Octavio “Tave” Padilla, a Newark school board member who helped usher the district back to local control, died Wednesday. He was 57.
A lifelong Newark resident, Padilla was a beloved figure in the North Ward whose life was woven into the fabric of the city. Over the years, he owned a small business in downtown Newark, helped organize the annual Puerto Rican Day parade, and oversaw youth programs and recreation at the North Ward Center, where many young people knew him as Coach Tave. He was also involved in local politics and was the longest-serving current school board member.
He had two adult children, Andre and Elysha, and a granddaughter. His family did not immediately disclose his cause of death.
“My heartache comes from knowing we didn’t just lose our Dad,” his daughter, Elysha Vega, said Wednesday. “The community lost a friend, a leader, an advocate, a brother to so many.”
Padilla’s parents moved to the city from Puerto Rico in the 1950s. Padilla attended Catholic school in Newark and later ran a shoe store for more than 20 years. He raised two children in the city, both of whom graduated from Rutgers University.
“I’ve lived in Newark 56 years — my whole life,” he said at a school board candidate forum in 2019. “I’ve lived in the South Ward, West Ward, Central Ward, now the North Ward.”
He was first elected to the board in 2016. Previously the board’s vice chair, Padilla more recently chaired the operations committee overseeing district buildings and safety — a position that has become especially critical during the coronavirus pandemic as the district institutes stringent new cleaning protocols and upgrades air filtration systems.
When Padilla began his tenure on the board, the state still controlled the Newark school system; the state-appointed superintendent had ultimate authority over the district, leaving the board with only an advisory role. But in 2018, during Padilla’s first term, the district began its long-awaited transition back to home rule after more than 20 years under the state’s thumb.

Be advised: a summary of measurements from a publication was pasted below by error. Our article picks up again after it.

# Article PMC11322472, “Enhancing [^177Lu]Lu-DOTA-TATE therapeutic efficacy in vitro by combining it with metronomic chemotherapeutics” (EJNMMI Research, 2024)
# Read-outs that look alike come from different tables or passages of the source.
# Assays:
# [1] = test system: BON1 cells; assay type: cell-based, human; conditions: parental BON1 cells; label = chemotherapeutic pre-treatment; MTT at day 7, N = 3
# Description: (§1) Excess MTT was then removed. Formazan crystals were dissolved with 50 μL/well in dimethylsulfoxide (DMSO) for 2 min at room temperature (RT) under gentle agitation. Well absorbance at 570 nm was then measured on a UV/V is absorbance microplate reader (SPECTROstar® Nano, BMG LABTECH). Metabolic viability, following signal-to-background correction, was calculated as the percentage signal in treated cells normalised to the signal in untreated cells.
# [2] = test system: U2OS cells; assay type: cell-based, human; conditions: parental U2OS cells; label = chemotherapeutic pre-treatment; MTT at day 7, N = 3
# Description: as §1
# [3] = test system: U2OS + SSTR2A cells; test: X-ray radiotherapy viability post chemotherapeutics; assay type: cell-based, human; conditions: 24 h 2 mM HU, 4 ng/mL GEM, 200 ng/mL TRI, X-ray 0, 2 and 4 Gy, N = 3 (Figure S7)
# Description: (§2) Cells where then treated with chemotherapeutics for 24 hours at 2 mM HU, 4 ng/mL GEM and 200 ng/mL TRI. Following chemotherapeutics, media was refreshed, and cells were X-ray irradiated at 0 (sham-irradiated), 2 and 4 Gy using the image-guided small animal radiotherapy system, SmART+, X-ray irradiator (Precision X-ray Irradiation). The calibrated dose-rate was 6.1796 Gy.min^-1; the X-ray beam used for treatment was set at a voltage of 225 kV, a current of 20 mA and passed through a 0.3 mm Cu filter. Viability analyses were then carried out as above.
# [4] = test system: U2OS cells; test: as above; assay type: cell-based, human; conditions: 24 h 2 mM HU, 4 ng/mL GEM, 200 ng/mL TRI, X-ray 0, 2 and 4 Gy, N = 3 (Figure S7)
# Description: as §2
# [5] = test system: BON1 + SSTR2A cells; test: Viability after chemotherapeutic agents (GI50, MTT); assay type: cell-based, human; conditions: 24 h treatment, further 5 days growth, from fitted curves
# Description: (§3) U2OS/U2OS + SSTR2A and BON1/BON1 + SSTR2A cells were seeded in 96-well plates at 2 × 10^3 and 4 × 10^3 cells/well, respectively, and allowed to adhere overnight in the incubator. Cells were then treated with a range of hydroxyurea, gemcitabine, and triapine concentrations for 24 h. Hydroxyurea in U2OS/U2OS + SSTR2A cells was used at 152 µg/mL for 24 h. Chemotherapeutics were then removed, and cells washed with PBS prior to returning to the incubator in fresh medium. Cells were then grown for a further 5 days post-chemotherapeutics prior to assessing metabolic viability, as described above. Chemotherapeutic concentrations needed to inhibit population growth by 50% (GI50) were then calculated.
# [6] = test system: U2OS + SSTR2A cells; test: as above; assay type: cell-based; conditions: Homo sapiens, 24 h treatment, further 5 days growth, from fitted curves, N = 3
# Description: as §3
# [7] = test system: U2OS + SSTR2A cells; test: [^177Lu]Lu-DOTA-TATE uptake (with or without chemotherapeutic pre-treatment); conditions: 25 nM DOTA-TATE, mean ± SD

He took his role extremely seriously, asserting that it was up to the board to demonstrate that Newark residents could effectively manage their own school system — New Jersey’s largest — and ensure the city’s children receive an outstanding education.
“This is a monumental task,” he said in 2018, just as the return to local control began. “All eyes are on Newark.”
After being reelected to the board in 2019, Padilla helped carry the district across the finish line. This July, the state formally ended its decades-long intervention and handed full control of Newark’s schools back to the board.
Before and during his unpaid role on the school board, Padilla worked as co-director of youth development and recreation at the North Ward Center, a social service organization whose founder also started Robert Treat Academy, a high-performing charter school. He also coached youth baseball, and for many years took groups of young people on an annual trip to Puerto Rico.
“Tave was the heart of us,” the North Ward Center posted on Facebook Wednesday. “He was always there, ready to lend a hand. His boisterous personality matched his giant presence.”
Padilla was also involved in politics, previously serving as an aide and chief of staff for several state lawmakers. A longtime member of the North Ward Democratic Committee, he was close with the community’s elected officials, including City Councilman Anibal Ramos Jr. and State Sen. M. Teresa Ruiz, who both endorsed his school board candidacy.
“Wherever he was, there was happiness,” Ruiz said on Facebook. “Whatever he did was done with joy. We will miss him dearly, but his imprint will last forever.”
Padilla was well-liked by other board members, including Flohisha Johnson, who referred to him as the board’s “peacemaker.”
“He was such a pure and honest person,” she wrote on Facebook. “The Board will never be the same.”
Padilla embraced his peacemaker role. During board meetings, he would frequently comment on how proud he was to see the district leave behind the acrimony of the state-control years as its new, locally chosen leaders worked to push the school system forward.
“We’re all on the same page — or trying to all get on the same page — for one interest and one interest only: And that’s for the best interest of the kids of the city of Newark,” he said last month at one of the final board meetings he attended. “It’s just a great thing to see.”